Ethiopia, like many countries around the world, is made up of dozens of cultural groups who have unique customs of their own and lumping these cultural groups in two groups as I did in the posting mentioned above risks oversimplifying the complex nature of ethnic affiliation and self-identification. Broadly speaking, however, I think it is fair to say that there exists an observable north-south cultural divide in Ethiopia which results primarily from the linguistic groups that dominate the two geographical areas: the north being dominated by speakers of Semitic languages and the south by speakers of Cushitic languages.

In the last century or so, this cultural divide has been roughly matched by a concomitant political divide which has generally made northerners "the rulers" and southerners "the ruled". So, when I use 'north'/'northerner' or 'south'/'southerner' terminologies in a generic sense in the Ethiopian political/cultural context, as I did in the above mentioned posting, it is to reflect this reality.

Often times on this blog I use the term "South" to refer to the region called Southern Nations and Nationalities Peoples Region (SNNPR) of today's Ethiopia and the term "Southerners" to refer to the people who inhabit this region. In this context, "South"/"Southerners" does not include Somalis, Oromos and other people from the south since they have their own separate regions. As I have suggested previously on this blog, the SNNPR is an artificial region that is created by the current regime without the consent of the people of the region, and its viability may not last beyond the life time of the regime. However, the SNNPR is a real place at this moment in time and I will make use of the terminology as long as the region exists.

This brings me to the reason why I chose the caption "A Southern Perspective on Ethiopian Current Affairs" for this blog. The reason is simple: it is to emphasize to the reader that this blog attempts to give a perspective (one among many) on Ethiopian affairs that is authentically Southern/southern, i.e. a perspective from folks who were born and raised in today's Southern Ethiopia. This is not to say that the opinions offered here are uniquely Southern/southern, which in most cases aren't, and that the opinions expressed here are representative of Southern/southern Ethiopia, which is not the claim. It is also not an attempt to suggest that non-Southern views are not entertained on Enset blog (they are most certainly welcome).
I just feel that there is a need to accentuate Southern/southern perspective in the Ethiopian political ideas market place -- thus the caption.

Today's Southern Ethiopia and the greater southern portion of the country is home to diverse people groups and it would be ludicrous on my part to suggest that the perspective offered on Enset blog is anything but a sample among the many Southern/southern perspectives out there. I would like to think, however, that the views expressed here are a more sound and representative sample of Southern/southern perspectives than what one can find else where on the net. I am sure you will understand my bias on this :)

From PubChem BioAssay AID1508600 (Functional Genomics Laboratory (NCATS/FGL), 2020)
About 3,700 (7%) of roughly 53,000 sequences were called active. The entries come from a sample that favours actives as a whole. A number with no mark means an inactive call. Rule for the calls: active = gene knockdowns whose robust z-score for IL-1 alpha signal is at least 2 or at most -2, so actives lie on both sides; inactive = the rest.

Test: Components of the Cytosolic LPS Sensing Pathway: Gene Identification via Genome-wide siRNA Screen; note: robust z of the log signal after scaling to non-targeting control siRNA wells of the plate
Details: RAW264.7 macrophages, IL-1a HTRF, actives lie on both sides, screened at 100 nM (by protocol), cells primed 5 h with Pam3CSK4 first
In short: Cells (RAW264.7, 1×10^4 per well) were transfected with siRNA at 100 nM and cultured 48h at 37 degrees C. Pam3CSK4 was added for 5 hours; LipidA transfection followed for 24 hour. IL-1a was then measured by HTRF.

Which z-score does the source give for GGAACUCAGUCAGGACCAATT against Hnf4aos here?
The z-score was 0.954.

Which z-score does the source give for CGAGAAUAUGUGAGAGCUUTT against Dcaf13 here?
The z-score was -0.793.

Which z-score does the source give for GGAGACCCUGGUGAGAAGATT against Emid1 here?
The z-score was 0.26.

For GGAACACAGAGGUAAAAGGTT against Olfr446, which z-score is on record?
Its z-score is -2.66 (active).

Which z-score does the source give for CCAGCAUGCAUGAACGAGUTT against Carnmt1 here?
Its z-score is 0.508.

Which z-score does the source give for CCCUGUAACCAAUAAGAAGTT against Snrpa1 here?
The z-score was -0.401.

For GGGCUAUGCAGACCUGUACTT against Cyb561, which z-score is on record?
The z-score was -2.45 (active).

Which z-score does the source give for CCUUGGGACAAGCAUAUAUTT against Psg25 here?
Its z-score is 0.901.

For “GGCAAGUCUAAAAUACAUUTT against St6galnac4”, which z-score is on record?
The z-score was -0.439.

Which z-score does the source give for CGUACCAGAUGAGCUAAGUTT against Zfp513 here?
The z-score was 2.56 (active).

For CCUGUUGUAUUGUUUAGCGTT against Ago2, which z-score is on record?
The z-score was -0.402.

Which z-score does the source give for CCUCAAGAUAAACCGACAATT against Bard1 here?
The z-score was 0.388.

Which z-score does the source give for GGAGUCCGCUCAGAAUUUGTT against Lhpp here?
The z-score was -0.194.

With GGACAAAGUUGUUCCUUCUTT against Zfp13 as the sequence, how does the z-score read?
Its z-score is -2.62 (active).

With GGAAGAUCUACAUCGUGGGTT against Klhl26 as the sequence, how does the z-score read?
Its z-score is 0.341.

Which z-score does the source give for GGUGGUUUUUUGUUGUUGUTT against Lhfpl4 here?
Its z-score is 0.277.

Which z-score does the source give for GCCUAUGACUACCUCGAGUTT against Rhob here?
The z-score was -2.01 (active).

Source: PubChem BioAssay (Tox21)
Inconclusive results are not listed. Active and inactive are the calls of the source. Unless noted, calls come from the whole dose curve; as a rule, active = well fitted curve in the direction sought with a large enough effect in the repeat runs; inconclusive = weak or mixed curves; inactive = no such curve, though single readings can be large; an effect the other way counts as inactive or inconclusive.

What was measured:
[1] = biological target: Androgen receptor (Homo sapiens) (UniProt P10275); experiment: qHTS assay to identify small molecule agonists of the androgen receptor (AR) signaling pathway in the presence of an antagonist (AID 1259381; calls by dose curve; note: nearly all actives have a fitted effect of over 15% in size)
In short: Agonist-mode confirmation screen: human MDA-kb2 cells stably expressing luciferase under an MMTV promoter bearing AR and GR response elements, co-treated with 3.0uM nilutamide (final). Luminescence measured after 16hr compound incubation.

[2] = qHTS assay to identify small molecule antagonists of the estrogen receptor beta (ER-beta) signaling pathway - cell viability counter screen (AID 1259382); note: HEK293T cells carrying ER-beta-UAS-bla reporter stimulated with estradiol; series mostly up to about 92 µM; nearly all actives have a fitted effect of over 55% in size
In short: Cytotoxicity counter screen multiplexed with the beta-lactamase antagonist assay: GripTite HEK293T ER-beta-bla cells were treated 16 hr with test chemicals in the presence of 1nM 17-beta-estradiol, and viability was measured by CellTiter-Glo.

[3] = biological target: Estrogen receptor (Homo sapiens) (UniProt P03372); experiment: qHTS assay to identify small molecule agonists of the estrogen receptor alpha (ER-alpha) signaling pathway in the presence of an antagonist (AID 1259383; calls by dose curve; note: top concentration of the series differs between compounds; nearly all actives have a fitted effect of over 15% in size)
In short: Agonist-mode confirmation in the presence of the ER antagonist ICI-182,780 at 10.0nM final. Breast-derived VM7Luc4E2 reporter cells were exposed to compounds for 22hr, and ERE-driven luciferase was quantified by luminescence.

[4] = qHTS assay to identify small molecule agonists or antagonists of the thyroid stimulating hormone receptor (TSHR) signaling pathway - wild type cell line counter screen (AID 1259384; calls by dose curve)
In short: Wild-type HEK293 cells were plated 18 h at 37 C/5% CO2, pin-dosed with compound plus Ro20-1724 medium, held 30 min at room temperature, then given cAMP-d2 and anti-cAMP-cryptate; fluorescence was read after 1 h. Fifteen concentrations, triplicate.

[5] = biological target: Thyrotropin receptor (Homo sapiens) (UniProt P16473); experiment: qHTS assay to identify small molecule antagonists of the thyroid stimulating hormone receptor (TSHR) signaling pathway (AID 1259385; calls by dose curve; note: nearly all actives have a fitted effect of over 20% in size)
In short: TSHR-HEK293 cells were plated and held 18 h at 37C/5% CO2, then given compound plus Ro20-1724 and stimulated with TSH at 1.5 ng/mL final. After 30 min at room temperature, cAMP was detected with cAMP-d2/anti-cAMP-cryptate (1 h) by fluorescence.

True, like the gentleman I quoted at the top said, people from the north and south have intermingled with one another in different ways for centuries and a simple distinction such as the one I employed may not give a complete or accurate picture of the complex relationships that exist among the diverse groups of today's Ethiopia. It is also worth noting that groups from the north and the south actually have more cultural things in common with one another than they have differences as the similarity of the naming systems they use amply illustrate.

Friday, April 06, 2007

The "Court Ruling"

The "court ruling" from the political trial of the unjustly imprisoned CUD leaders and others a couple of days ago has sent a chilling message to Ethiopians that Meles Zenawi is not interested in sitting down with his political opponents to address the political crisis in the country. I suppose Meles feels pretty good about his track record of locking up his political opponents since he has experienced little or no erosion to his hold on political power that he has convinced himself he has total control to do what he pleases.

Since 1991, Meles has incarcerated many of his opponents with impunity. Just take a look at a very short list of his political opponents that he has incarcerated since 1991: Abera Yemaneab, Asrat Woldeyes, Mekonnen Dori, Taye Woldesemayat, Seye Abraha, Abate Kisho, etc... What price did he pay for allowing these compatriots to rot in his jails? Practically nothing!

So Meles figures he can do more of the same with marginal threat to his hold on power, and he calculates that the end result of incarcerating the CUD leaders will be more or less the same. Meles may wish to continue to delude himself that he can continue in this reckless path he is on without consequence, but I believe he has miscalculated this time around and he needs to consult history books to figure out why he is overplaying his hand.

I am afraid the "court ruling" of two days ago has pushed the country further towards the road of violent confrontation. I have and will always advocate peaceful and gradual ways of bringing about changes in Ethiopia because that is the right thing to do and it is good for the country. Unfortunately, the actions that the Meles regime is taking are making non-violent forms of resistance to the repressive regime an unlikely method of bringing about change in Ethiopia while on the other hand emboldening groups who are inclined to pursuing armed struggle against the regime.